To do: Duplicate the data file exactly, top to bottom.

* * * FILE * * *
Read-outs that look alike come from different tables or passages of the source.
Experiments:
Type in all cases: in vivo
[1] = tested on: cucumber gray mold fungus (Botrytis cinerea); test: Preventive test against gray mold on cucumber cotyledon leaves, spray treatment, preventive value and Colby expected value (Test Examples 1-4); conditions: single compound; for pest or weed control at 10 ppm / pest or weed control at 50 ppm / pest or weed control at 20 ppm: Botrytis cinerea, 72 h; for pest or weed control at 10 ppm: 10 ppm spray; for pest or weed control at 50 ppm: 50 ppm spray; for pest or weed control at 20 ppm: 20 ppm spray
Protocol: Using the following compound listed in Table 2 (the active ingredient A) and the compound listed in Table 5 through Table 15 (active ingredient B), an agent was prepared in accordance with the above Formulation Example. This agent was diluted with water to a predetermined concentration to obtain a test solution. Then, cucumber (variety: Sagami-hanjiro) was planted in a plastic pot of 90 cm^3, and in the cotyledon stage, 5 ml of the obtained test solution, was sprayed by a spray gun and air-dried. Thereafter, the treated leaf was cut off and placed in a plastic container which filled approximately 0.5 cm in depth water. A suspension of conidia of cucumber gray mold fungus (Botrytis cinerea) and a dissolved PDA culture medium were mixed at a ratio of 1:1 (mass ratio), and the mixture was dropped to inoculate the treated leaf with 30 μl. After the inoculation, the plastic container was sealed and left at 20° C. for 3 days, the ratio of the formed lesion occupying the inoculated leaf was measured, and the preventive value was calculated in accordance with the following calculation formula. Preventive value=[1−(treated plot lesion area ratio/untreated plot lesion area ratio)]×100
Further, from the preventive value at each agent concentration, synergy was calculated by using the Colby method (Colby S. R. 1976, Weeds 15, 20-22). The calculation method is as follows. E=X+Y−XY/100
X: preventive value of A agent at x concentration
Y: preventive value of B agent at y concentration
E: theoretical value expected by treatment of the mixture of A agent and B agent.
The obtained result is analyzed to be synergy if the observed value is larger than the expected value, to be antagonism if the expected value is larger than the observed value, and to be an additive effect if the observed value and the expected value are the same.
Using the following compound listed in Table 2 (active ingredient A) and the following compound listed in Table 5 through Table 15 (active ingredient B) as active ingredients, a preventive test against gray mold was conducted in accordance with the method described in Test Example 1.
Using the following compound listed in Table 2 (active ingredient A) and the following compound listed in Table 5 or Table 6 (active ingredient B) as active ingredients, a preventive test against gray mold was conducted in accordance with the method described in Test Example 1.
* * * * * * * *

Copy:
Read-outs that look alike come from different tables or passages of the source.
Experiments:
Type in all cases: in vivo
[1] = tested on: cucumber gray mold fungus (Botrytis cinerea); test: Preventive test against gray mold on cucumber cotyledon leaves, spray treatment, preventive value and Colby expected value (Test Examples 1-4); conditions: single compound; for pest or weed control at 10 ppm / pest or weed control at 50 ppm / pest or weed control at 20 ppm: Botrytis cinerea, 72 h; for pest or weed control at 10 ppm: 10 ppm spray; for pest or weed control at 50 ppm: 50 ppm spray; for pest or weed control at 20 ppm: 20 ppm spray
Protocol: Using the following compound listed in Table 2 (the active ingredient A) and the compound listed in Table 5 through Table 15 (active ingredient B), an agent was prepared in accordance with the above Formulation Example. This agent was diluted with water to a predetermined concentration to obtain a test solution. Then, cucumber (variety: Sagami-hanjiro) was planted in a plastic pot of 90 cm^3, and in the cotyledon stage, 5 ml of the obtained test solution, was sprayed by a spray gun and air-dried. Thereafter, the treated leaf was cut off and placed in a plastic container which filled approximately 0.5 cm in depth water. A suspension of conidia of cucumber gray mold fungus (Botrytis cinerea) and a dissolved PDA culture medium were mixed at a ratio of 1:1 (mass ratio), and the mixture was dropped to inoculate the treated leaf with 30 μl. After the inoculation, the plastic container was sealed and left at 20° C. for 3 days, the ratio of the formed lesion occupying the inoculated leaf was measured, and the preventive value was calculated in accordance with the following calculation formula. Preventive value=[1−(treated plot lesion area ratio/untreated plot lesion area ratio)]×100
Further, from the preventive value at each agent concentration, synergy was calculated by using the Colby method (Colby S. R. 1976, Weeds 15, 20-22). The calculation method is as follows. E=X+Y−XY/100
X: preventive value of A agent at x concentration
Y: preventive value of B agent at y concentration
E: theoretical value expected by treatment of the mixture of A agent and B agent.
The obtained result is analyzed to be synergy if the observed value is larger than the expected value, to be antagonism if the expected value is larger than the observed value, and to be an additive effect if the observed value and the expected value are the same.
Using the following compound listed in Table 2 (active ingredient A) and the following compound listed in Table 5 through Table 15 (active ingredient B) as active ingredients, a preventive test against gray mold was conducted in accordance with the method described in Test Example 1.
Using the following compound listed in Table 2 (active ingredient A) and the following compound listed in Table 5 or Table 6 (active ingredient B) as active ingredients, a preventive test against gray mold was conducted in accordance with the method described in Test Example 1.